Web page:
Over 60 residents attended a lively discussion about plans for a hydro-electric facility at an historic mill.
Sustainable Bakewell has received a £5,600 grant from Climate Change East Midlands to pay for a Hydro Engineering Study.
The study will be carried out at the Victoria Mill site, off Buxton Road, to see if water power can be used to generate electricity.
The energy will be used by National Grid and will generate money for the group, which has four directors – Dan Zamoyski, Julia Zamoyski, Colin Smith and Rachel Elnaugh – and over 100 members.
The company say the income will be used for supporting energy savings, recycling and sustainable living projects in the area.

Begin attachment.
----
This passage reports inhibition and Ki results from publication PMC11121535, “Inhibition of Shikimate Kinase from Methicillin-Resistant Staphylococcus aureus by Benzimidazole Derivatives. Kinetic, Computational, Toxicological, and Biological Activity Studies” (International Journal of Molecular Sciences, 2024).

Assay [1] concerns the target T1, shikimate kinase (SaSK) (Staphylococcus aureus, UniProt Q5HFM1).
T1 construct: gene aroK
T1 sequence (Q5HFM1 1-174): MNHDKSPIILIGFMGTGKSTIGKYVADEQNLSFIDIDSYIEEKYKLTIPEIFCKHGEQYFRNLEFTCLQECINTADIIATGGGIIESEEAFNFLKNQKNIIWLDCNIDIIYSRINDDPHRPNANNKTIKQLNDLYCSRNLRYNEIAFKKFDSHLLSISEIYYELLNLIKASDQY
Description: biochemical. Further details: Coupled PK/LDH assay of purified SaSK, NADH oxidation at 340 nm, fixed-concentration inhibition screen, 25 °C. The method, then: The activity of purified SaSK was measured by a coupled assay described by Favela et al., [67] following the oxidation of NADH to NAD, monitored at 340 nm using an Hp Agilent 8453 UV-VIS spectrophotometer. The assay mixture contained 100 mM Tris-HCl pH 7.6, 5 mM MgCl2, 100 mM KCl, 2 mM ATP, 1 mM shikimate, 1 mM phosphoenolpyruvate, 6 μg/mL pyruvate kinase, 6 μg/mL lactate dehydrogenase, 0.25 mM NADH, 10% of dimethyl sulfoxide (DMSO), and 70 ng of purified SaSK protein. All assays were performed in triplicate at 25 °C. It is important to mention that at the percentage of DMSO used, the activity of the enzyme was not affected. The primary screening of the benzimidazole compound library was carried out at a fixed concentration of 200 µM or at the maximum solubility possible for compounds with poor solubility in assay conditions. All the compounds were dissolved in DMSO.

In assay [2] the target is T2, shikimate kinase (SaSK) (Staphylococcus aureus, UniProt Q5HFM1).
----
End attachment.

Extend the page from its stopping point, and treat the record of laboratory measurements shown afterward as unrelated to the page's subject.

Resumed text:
At the meeting in Bakewell town hall, concerned anglers raised fears about whether there was enough water available for hydro-electric turbines to operate.
Chairman of Sustainable Bakewell, Dan Zamoyski said that in times of very low river levels the Environment Agency would decide whether there was enough water available for hydro-electric turbines to operate; the main river bed does get priority.
He added: “Mill water power usage in Bakewell dates back to the 11th century according to the Domesday Book.
“These days we need to consider the protected species that live in the millstream, like water voles, so any use of water power would of course follow Environmental Agency (EA) guidance on habitats.
“The EA also has regulations on the amount of water that can be diverted to a millstream, so that the main river bed flow is always protected in times of low rainfall.”
Olly Paish of Derwent Hydro Ltd, which is carrying out the engineering study, stated that the four kilowatts of energy produced would provide electricity for seven to eight homes.
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